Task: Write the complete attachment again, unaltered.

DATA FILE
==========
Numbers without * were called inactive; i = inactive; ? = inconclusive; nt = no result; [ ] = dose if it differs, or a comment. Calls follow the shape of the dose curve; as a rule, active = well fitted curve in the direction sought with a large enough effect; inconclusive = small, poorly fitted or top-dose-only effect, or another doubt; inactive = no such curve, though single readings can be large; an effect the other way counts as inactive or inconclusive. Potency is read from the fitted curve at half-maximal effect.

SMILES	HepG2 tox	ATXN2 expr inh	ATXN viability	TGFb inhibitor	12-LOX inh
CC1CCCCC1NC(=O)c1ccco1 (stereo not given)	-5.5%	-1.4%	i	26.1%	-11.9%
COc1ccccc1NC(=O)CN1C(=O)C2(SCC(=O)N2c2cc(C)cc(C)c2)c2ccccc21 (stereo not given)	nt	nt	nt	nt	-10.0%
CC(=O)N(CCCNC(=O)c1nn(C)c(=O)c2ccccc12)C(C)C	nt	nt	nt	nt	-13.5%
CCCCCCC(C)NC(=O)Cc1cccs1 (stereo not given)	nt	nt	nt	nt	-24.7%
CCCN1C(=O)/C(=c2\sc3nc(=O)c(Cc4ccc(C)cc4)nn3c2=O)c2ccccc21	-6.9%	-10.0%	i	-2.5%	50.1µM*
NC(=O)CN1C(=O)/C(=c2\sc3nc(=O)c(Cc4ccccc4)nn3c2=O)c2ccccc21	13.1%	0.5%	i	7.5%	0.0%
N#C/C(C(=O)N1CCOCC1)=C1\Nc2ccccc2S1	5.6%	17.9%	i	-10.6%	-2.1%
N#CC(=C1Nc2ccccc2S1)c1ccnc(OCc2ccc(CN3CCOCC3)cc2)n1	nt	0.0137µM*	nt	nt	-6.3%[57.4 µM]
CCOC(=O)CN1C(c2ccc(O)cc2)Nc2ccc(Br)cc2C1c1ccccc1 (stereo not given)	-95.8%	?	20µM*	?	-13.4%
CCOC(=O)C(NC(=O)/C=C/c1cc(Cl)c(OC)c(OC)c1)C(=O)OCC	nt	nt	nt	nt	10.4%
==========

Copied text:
Numbers without * were called inactive; i = inactive; ? = inconclusive; nt = no result; [ ] = dose if it differs, or a comment. Calls follow the shape of the dose curve; as a rule, active = well fitted curve in the direction sought with a large enough effect; inconclusive = small, poorly fitted or top-dose-only effect, or another doubt; inactive = no such curve, though single readings can be large; an effect the other way counts as inactive or inconclusive. Potency is read from the fitted curve at half-maximal effect.

SMILES	HepG2 tox	ATXN2 expr inh	ATXN viability	TGFb inhibitor	12-LOX inh
CC1CCCCC1NC(=O)c1ccco1 (stereo not given)	-5.5%	-1.4%	i	26.1%	-11.9%
COc1ccccc1NC(=O)CN1C(=O)C2(SCC(=O)N2c2cc(C)cc(C)c2)c2ccccc21 (stereo not given)	nt	nt	nt	nt	-10.0%
CC(=O)N(CCCNC(=O)c1nn(C)c(=O)c2ccccc12)C(C)C	nt	nt	nt	nt	-13.5%
CCCCCCC(C)NC(=O)Cc1cccs1 (stereo not given)	nt	nt	nt	nt	-24.7%
CCCN1C(=O)/C(=c2\sc3nc(=O)c(Cc4ccc(C)cc4)nn3c2=O)c2ccccc21	-6.9%	-10.0%	i	-2.5%	50.1µM*
NC(=O)CN1C(=O)/C(=c2\sc3nc(=O)c(Cc4ccccc4)nn3c2=O)c2ccccc21	13.1%	0.5%	i	7.5%	0.0%
N#C/C(C(=O)N1CCOCC1)=C1\Nc2ccccc2S1	5.6%	17.9%	i	-10.6%	-2.1%
N#CC(=C1Nc2ccccc2S1)c1ccnc(OCc2ccc(CN3CCOCC3)cc2)n1	nt	0.0137µM*	nt	nt	-6.3%[57.4 µM]
CCOC(=O)CN1C(c2ccc(O)cc2)Nc2ccc(Br)cc2C1c1ccccc1 (stereo not given)	-95.8%	?	20µM*	?	-13.4%
CCOC(=O)C(NC(=O)/C=C/c1cc(Cl)c(OC)c(OC)c1)C(=O)OCC	nt	nt	nt	nt	10.4%